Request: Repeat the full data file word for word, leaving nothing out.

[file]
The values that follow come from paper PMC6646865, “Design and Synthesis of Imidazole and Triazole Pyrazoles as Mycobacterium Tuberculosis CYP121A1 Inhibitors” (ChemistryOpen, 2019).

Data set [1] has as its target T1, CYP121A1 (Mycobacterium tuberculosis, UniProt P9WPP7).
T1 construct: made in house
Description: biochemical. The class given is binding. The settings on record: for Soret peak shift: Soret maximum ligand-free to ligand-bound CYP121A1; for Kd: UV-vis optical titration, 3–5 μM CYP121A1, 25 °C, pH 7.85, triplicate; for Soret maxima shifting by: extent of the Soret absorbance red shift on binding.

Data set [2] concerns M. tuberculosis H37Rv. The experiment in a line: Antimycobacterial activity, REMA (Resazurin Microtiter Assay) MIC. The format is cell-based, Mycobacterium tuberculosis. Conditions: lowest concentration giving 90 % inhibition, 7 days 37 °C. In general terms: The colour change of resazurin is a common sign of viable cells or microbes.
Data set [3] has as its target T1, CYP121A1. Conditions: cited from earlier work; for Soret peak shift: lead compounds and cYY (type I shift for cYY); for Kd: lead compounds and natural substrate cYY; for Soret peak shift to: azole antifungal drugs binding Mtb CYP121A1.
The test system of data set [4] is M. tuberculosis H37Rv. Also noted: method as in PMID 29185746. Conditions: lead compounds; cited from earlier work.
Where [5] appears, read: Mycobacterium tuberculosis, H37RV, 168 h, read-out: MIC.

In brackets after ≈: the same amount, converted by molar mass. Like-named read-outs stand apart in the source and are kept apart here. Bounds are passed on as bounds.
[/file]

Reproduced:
The values that follow come from paper PMC6646865, “Design and Synthesis of Imidazole and Triazole Pyrazoles as Mycobacterium Tuberculosis CYP121A1 Inhibitors” (ChemistryOpen, 2019).

Data set [1] has as its target T1, CYP121A1 (Mycobacterium tuberculosis, UniProt P9WPP7).
T1 construct: made in house
Description: biochemical. The class given is binding. The settings on record: for Soret peak shift: Soret maximum ligand-free to ligand-bound CYP121A1; for Kd: UV-vis optical titration, 3–5 μM CYP121A1, 25 °C, pH 7.85, triplicate; for Soret maxima shifting by: extent of the Soret absorbance red shift on binding.

Data set [2] concerns M. tuberculosis H37Rv. The experiment in a line: Antimycobacterial activity, REMA (Resazurin Microtiter Assay) MIC. The format is cell-based, Mycobacterium tuberculosis. Conditions: lowest concentration giving 90 % inhibition, 7 days 37 °C. In general terms: The colour change of resazurin is a common sign of viable cells or microbes.
Data set [3] has as its target T1, CYP121A1. Conditions: cited from earlier work; for Soret peak shift: lead compounds and cYY (type I shift for cYY); for Kd: lead compounds and natural substrate cYY; for Soret peak shift to: azole antifungal drugs binding Mtb CYP121A1.
The test system of data set [4] is M. tuberculosis H37Rv. Also noted: method as in PMID 29185746. Conditions: lead compounds; cited from earlier work.
Where [5] appears, read: Mycobacterium tuberculosis, H37RV, 168 h, read-out: MIC.

In brackets after ≈: the same amount, converted by molar mass. Like-named read-outs stand apart in the source and are kept apart here. Bounds are passed on as bounds.